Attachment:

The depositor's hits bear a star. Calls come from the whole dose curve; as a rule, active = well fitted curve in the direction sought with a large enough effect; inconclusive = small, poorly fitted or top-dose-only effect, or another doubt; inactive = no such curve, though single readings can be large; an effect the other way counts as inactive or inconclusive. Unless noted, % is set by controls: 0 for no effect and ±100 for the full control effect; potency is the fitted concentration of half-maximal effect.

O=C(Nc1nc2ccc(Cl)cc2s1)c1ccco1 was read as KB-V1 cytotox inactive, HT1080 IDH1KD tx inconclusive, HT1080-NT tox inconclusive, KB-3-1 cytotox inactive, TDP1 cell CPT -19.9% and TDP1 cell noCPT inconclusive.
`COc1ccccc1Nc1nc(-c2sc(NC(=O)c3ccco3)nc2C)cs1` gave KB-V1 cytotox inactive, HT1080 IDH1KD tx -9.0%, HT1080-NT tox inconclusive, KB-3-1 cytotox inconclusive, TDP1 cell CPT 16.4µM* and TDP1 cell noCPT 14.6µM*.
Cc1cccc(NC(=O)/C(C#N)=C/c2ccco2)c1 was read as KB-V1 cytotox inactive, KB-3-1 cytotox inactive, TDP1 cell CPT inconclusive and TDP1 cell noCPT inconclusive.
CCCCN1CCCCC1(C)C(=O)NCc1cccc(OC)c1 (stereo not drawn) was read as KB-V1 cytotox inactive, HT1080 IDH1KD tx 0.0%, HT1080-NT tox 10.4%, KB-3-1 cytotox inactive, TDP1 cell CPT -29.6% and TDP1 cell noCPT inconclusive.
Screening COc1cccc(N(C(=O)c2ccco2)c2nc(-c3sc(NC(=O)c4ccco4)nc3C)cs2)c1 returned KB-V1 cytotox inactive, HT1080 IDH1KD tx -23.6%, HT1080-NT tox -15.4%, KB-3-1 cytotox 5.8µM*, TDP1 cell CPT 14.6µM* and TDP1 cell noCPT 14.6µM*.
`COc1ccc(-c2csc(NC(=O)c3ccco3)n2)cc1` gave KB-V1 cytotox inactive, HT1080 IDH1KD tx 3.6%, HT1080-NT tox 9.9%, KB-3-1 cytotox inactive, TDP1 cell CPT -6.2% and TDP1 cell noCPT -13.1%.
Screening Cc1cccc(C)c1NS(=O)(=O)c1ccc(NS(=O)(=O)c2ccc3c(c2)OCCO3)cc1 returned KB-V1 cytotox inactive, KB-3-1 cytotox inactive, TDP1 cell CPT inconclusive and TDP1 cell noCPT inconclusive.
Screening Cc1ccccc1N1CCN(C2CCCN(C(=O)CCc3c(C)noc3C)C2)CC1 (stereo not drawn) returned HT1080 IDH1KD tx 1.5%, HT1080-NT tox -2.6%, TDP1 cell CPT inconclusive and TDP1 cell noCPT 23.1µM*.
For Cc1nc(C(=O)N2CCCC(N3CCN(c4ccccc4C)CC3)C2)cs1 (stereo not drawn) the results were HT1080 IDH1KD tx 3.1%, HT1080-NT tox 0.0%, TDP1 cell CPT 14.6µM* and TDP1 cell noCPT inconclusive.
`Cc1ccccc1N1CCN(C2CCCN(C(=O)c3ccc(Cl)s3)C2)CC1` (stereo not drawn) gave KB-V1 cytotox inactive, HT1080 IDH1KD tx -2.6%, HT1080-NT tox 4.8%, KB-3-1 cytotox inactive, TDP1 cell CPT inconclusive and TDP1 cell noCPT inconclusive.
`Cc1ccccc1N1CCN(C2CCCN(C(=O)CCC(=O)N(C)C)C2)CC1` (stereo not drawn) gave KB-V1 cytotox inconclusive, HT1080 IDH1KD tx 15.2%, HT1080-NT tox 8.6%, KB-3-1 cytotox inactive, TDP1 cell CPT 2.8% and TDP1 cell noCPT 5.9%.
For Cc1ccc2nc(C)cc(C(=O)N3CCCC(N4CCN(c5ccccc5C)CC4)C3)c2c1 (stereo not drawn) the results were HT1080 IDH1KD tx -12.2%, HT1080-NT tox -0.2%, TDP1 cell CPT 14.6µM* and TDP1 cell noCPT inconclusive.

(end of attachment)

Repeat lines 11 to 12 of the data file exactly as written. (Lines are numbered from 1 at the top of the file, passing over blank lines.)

`Cc1ccccc1N1CCN(C2CCCN(C(=O)c3ccc(Cl)s3)C2)CC1` (stereo not drawn) gave KB-V1 cytotox inactive, HT1080 IDH1KD tx -2.6%, HT1080-NT tox 4.8%, KB-3-1 cytotox inactive, TDP1 cell CPT inconclusive and TDP1 cell noCPT inconclusive.
`Cc1ccccc1N1CCN(C2CCCN(C(=O)CCC(=O)N(C)C)C2)CC1` (stereo not drawn) gave KB-V1 cytotox inconclusive, HT1080 IDH1KD tx 15.2%, HT1080-NT tox 8.6%, KB-3-1 cytotox inactive, TDP1 cell CPT 2.8% and TDP1 cell noCPT 5.9%.